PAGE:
The mission of any race car designer is to juggle with the restrictions and constraints dictated by the regulations in areas like height, body form, the size and location of the powerplant, etc. It’s a stimulating challenge, but can also be highly frustrating at times. Deep down, engineers have just one desire - to throw away the rule book and design the ultimate, no-holds-barred machine with just one objective in mind: the quest for absolute performance.
The Pikes Peak Hill Climb is the only race in the world that permits allows this fantasy to become reality. The very mention of the event and its celebrated ‘Unlimited’ class is enough to bring a twinkle to the eyes of any designer.
The giddy altitudes involved in the Colorado hill climb present a unique technical challenge: that of ensuring the engine is able to breathe as freely as possible in the rarefied air. "In the case of a normally-aspirated engine, you basically lose one percent of the available power every 100 metres you climb," notes Peugeot Sport Director Bruno Famin. This is a fundamental parameter that has to be taken into account for this race which starts at an altitude of 2,865 metres and finishes at 4,301 metres. By the time they reach the start line, certain engines automatically shed some 30 percent of their potential. A powerful engine is consequently essential because there can be no question of Sébastien Loeb lacking power on the day.
Peugeot Sport’s answer is a derivative of the bi-turbo V6 which was designed for endurance racing. With this 875-horsepower powerplant under the bonnet, the 208 T16 Pikes Peak will boast even more power than a Formula 1 single-seater. It goes without saying that it will be the most powerful car ever driven by world rallying’s multiple champion. This will be motorsport to the extreme, especially since the guard rails that are a hallmark of traditional circuits make way for steep drops in the case of the Pikes Peak Hill Climb.
In its bid to reach out to the clouds, Peugeot Sport has also paid careful attention to providing Sébastien Loeb with a particularly lightweight car, reducing it to just 875kg. As a result, this has achieved a power-to-weight ratio of 1:1. Meanwhile, to be sure that the car’s handling is as agile as possible, the weight distribution of the tubular-framed machine has been meticulously fine-tuned, with the engine sitting in a mid-rear position, like the famous Group B rally cars of the 1980s and like endurance racing prototypes.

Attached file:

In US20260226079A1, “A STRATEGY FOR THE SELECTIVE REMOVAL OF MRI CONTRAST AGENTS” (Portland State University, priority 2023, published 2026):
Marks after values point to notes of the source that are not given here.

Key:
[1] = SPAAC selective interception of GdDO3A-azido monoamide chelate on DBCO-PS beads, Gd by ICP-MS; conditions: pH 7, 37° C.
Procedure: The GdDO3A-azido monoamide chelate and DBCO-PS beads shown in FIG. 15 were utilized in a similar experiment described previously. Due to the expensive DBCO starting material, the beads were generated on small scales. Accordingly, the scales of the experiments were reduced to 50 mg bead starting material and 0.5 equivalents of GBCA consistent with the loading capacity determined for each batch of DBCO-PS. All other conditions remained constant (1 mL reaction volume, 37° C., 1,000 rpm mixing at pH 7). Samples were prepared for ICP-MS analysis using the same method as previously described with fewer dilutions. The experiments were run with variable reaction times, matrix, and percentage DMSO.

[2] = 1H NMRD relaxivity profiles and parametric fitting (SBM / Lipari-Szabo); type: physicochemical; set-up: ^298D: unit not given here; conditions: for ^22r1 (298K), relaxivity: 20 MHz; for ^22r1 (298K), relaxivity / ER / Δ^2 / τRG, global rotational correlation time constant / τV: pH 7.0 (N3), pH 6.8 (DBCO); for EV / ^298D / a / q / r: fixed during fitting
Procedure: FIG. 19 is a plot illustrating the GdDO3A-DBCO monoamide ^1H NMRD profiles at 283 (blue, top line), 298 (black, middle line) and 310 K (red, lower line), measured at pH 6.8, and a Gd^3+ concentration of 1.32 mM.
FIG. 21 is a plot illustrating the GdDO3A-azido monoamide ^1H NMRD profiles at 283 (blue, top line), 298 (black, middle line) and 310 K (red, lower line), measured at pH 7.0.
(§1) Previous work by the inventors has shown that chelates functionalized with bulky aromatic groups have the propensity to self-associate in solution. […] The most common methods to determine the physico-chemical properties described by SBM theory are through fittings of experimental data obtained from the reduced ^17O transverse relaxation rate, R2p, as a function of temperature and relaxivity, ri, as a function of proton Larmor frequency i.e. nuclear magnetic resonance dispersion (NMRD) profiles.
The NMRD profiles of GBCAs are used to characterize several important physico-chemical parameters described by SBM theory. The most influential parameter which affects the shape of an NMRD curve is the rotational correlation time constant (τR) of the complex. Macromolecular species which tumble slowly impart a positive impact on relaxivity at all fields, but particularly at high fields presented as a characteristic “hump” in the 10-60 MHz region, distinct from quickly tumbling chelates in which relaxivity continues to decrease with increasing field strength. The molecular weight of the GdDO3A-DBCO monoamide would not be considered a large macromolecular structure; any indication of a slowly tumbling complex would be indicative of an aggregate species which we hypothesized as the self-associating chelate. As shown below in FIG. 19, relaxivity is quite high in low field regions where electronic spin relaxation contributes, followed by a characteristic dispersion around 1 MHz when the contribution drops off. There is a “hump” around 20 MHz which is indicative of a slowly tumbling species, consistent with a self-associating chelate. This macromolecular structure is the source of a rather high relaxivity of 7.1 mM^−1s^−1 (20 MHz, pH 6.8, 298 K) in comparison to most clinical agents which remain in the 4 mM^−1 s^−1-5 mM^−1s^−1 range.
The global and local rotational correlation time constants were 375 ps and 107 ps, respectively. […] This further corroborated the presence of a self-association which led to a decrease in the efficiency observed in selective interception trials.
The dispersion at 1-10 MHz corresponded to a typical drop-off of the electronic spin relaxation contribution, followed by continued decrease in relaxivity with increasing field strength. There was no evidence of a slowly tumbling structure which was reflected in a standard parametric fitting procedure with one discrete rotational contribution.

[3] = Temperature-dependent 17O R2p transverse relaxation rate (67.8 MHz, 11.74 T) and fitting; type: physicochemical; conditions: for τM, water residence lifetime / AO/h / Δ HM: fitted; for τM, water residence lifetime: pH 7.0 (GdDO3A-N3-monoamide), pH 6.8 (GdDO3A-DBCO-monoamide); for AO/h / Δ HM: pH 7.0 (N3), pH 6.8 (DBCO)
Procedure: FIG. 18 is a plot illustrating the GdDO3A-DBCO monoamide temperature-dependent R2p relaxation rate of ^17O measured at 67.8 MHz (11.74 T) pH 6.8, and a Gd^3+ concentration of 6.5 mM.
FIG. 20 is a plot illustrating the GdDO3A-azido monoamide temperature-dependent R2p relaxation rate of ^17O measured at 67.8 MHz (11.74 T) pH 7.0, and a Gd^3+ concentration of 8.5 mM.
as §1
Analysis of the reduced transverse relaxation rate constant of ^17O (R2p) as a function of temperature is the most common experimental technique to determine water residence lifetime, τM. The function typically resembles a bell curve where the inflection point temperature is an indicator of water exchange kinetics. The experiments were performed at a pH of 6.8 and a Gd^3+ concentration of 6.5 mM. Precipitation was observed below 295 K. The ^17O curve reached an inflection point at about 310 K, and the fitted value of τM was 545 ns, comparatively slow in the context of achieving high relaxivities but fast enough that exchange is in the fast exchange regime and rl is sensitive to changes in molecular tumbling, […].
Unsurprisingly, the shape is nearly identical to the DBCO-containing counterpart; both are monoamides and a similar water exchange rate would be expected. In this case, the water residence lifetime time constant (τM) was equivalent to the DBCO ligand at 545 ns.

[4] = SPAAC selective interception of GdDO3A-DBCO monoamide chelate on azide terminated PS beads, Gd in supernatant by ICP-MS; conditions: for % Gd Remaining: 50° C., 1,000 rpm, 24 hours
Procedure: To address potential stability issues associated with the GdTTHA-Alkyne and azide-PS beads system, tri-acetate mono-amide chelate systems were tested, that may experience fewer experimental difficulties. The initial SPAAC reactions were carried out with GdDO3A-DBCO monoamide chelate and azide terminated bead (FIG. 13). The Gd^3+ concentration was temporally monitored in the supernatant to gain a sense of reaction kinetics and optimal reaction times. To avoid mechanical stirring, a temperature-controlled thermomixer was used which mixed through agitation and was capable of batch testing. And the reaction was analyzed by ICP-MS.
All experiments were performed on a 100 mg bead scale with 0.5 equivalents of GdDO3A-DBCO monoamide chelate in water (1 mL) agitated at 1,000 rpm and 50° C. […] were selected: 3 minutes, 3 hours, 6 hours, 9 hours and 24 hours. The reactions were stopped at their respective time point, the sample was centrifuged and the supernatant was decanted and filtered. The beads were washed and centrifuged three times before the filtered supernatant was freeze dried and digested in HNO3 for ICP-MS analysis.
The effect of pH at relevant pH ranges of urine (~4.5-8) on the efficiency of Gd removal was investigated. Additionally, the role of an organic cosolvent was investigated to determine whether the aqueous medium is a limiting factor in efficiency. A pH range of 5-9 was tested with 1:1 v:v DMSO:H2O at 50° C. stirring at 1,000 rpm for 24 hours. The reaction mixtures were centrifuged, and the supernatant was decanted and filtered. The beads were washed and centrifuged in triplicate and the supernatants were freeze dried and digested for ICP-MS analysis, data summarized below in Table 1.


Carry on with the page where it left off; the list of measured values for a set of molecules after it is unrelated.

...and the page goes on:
The 208 T16 Pikes Peak effectively shares its genes with those of the Le Mans 24 Hours-winning 908 in several areas. Indeed, last year’s Pikes Peak took place for the first time on an entirely asphalted course, so the machine conceived by Peugeot Sport is practically an out-and-out endurance racing prototype.
Also like that of a Le Mans car, the 208’s aerodynamic package has been meticulously honed. "We believe efficient aerodynamics can give us a competitive edge over our rivals," notes Peugeot Sport engineer Jean-Christophe Pallier. "The speeds reached during the ascension range from 30 to 150mph, and aerodynamics play a key role from 60mph." The 208 T16 Pikes Peak’s hallmark rear wing and front splitter are not only spectacular, but they are also awesomely efficient. Meanwhile, although invisible, the design of the car’s under-tray is responsible for generating almost half the car’s downforce.
Last but by no means least, the Peugeot 208 T16 Pikes Peak sits on bespoke Michelin tyres which provide the four driven wheels with invaluable grip. To tackle the 156 turns that stand between Sébastien Loeb and the Colorado clouds, the most successful driver in rallying history will most definitely benefit from one of the most potent purpose-engineered cars ever designed for motorsport.